In case the rock that was squatting on you just feel asleep and you rolled out from under it, there's been a lot of speculation this offseason about the future of Tim Tebow within the Broncos organization.
On Tuesday, a report emerged that Tebow had fallen to not just the third, but fourth-best quarterback in Denver's organization. Asked specifically about the report on Wednesday, head coach John Fox didn't sound so pleased.
"First of all, I would like to say that nobody in this building that is in the decision-making process -- coach, official, or I don’t know, maybe they heard it from the cook ... I’m not sure, but we hold Tim in high regard," Fox said Wednesday, regarding the report from Mike Silver of Yahoo Sports. "I think he’s got a bright future in this game. He’s playing maybe the hardest position I know in the NFL there is to play, and maybe in all of sports. He’s progressing fine."
So that's good. But Mike Silver's not a guy off the street who randomly grabs team employees and uses them as sources, particularly high-up in a feature piece about Tebow's struggles. The dude has chops. But that opinion might not be shared amongst the members of Denver's front office.
"I don’t think, if you read it correctly, that it said anybody in the organization," Fox said when asked about the nature of Silver's source. "It just said a knowledgeable football person -- that could have been a wide range.
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Things got much more awkward than Fox's jokes, though. (And by "jokes" I don't mean that he's joking on Silver, just that he's making light of the situation.)
Jim Saccomano, VP of Public Relations for the Broncos, cut loose on a Twitter tirade about the current state of media in today's world.
"All media, all types and levels, desperate for headlines that will move product ... great pressure for headlines, and sometimes the tabloid mentality overtakes objectivity, at expense of some great journalists," Saccomano tweeted Wednesday night. "[A] recent story in NYTimes says 24 of 25 top dailies have experienced record decline in circulation -- Wall Street [Journal] the one exception.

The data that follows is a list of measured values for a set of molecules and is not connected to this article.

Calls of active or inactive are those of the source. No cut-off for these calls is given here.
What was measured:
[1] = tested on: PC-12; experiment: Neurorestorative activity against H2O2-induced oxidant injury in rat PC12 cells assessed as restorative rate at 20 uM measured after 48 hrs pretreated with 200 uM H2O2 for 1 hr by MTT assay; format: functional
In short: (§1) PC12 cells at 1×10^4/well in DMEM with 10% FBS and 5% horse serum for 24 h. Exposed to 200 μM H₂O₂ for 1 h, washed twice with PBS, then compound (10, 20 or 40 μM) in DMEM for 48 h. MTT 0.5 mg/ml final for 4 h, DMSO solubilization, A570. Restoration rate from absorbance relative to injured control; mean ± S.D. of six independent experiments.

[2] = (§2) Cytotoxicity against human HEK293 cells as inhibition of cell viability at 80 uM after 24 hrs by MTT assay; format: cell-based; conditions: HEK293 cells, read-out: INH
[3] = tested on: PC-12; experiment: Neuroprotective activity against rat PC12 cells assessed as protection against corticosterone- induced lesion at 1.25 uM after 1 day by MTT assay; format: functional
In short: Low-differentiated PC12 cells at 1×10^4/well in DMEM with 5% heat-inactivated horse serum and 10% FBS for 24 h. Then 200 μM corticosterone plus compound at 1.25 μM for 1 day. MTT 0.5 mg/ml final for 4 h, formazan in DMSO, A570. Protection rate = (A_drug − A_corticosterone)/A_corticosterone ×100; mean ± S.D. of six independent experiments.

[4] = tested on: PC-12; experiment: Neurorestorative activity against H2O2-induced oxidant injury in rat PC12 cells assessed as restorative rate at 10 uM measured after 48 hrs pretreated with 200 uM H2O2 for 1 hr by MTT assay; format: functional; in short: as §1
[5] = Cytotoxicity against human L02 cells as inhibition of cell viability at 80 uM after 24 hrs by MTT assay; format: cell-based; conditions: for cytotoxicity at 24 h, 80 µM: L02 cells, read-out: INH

"A serious concern for teams is granting access to outlets that provide incentives to writers based on page clicks. That is a problem."
Well, for starters, no one's questioning that the newspaper industry is in big trouble. But Silver isn't exactly a "newspaper journalist" these days, and I'm not sure that working for Yahoo has him sweating the number of clicks he gets on his stories.
But he wasn't exactly pumped about Saccomano's tweets which, one has to assume, related to Silver's story and the resulting (negative?) publicity for the Broncos.
"I remember the days when, if a respected [public relations] man had something to say to me, he'd pick up the phone instead of taking to the twittersphere," Silver tweeted Wednesday.
It's a different world indeed.
You don't have to look any further than the coverage that Tebow gets. Is it weird that a backup quarterback who was drafted in the late first round gets this much attention? Yeah, it's weird.
But Tebow ranked fifth in terms of jerseys sold in the NFL in 2010; the downside of having your backup quarterback sell millions of jerseys is that lots of people are concerned with his future and his status with the team.
Along with the new-world media comes the possibility of having a PR person tweet at you instead of hitting the landline up. It's the same reason I can get DirecTV service and rebuttals of my reports via Twitter. And the same reason John Elway announces the Broncos moves on social media.
Really, the only way to succinctly sum up the situation is by (datedly) quoting Franck Eggelhoffer: "Welcome to the 90s, Mr. Banks."
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